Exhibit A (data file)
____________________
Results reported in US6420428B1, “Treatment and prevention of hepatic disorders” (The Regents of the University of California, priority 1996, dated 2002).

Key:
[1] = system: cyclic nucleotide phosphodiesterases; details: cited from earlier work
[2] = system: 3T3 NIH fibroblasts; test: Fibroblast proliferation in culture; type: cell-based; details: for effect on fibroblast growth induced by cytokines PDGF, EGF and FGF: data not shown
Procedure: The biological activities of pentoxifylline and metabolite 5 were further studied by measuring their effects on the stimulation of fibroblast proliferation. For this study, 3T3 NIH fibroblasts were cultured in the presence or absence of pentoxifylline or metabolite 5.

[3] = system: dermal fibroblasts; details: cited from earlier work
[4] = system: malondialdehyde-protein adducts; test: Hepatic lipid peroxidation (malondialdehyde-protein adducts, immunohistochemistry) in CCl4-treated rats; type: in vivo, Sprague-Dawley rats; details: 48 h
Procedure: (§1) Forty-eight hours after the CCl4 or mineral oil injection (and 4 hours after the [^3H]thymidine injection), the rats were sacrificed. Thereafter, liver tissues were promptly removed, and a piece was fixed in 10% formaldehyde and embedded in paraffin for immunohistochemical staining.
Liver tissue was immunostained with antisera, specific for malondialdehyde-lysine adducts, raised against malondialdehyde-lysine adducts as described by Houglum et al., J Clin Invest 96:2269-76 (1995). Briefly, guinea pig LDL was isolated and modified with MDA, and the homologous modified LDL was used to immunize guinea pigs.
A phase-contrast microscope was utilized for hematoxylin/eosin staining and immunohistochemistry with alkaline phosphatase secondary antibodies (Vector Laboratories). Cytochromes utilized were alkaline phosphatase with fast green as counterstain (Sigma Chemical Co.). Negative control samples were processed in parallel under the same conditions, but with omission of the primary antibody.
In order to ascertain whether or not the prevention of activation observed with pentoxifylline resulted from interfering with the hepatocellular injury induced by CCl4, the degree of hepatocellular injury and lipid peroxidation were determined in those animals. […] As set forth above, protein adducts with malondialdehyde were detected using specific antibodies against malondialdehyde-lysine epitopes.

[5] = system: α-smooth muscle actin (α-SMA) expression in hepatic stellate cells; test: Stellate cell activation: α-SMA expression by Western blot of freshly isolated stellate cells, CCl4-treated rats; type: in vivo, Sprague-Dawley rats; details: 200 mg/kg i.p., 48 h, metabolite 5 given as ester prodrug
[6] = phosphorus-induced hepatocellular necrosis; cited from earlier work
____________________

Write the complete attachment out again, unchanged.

Results reported in US6420428B1, “Treatment and prevention of hepatic disorders” (The Regents of the University of California, priority 1996, dated 2002).

Key:
[1] = system: cyclic nucleotide phosphodiesterases; details: cited from earlier work
[2] = system: 3T3 NIH fibroblasts; test: Fibroblast proliferation in culture; type: cell-based; details: for effect on fibroblast growth induced by cytokines PDGF, EGF and FGF: data not shown
Procedure: The biological activities of pentoxifylline and metabolite 5 were further studied by measuring their effects on the stimulation of fibroblast proliferation. For this study, 3T3 NIH fibroblasts were cultured in the presence or absence of pentoxifylline or metabolite 5.

[3] = system: dermal fibroblasts; details: cited from earlier work
[4] = system: malondialdehyde-protein adducts; test: Hepatic lipid peroxidation (malondialdehyde-protein adducts, immunohistochemistry) in CCl4-treated rats; type: in vivo, Sprague-Dawley rats; details: 48 h
Procedure: (§1) Forty-eight hours after the CCl4 or mineral oil injection (and 4 hours after the [^3H]thymidine injection), the rats were sacrificed. Thereafter, liver tissues were promptly removed, and a piece was fixed in 10% formaldehyde and embedded in paraffin for immunohistochemical staining.
Liver tissue was immunostained with antisera, specific for malondialdehyde-lysine adducts, raised against malondialdehyde-lysine adducts as described by Houglum et al., J Clin Invest 96:2269-76 (1995). Briefly, guinea pig LDL was isolated and modified with MDA, and the homologous modified LDL was used to immunize guinea pigs.
A phase-contrast microscope was utilized for hematoxylin/eosin staining and immunohistochemistry with alkaline phosphatase secondary antibodies (Vector Laboratories). Cytochromes utilized were alkaline phosphatase with fast green as counterstain (Sigma Chemical Co.). Negative control samples were processed in parallel under the same conditions, but with omission of the primary antibody.
In order to ascertain whether or not the prevention of activation observed with pentoxifylline resulted from interfering with the hepatocellular injury induced by CCl4, the degree of hepatocellular injury and lipid peroxidation were determined in those animals. […] As set forth above, protein adducts with malondialdehyde were detected using specific antibodies against malondialdehyde-lysine epitopes.

[5] = system: α-smooth muscle actin (α-SMA) expression in hepatic stellate cells; test: Stellate cell activation: α-SMA expression by Western blot of freshly isolated stellate cells, CCl4-treated rats; type: in vivo, Sprague-Dawley rats; details: 200 mg/kg i.p., 48 h, metabolite 5 given as ester prodrug
[6] = phosphorus-induced hepatocellular necrosis; cited from earlier work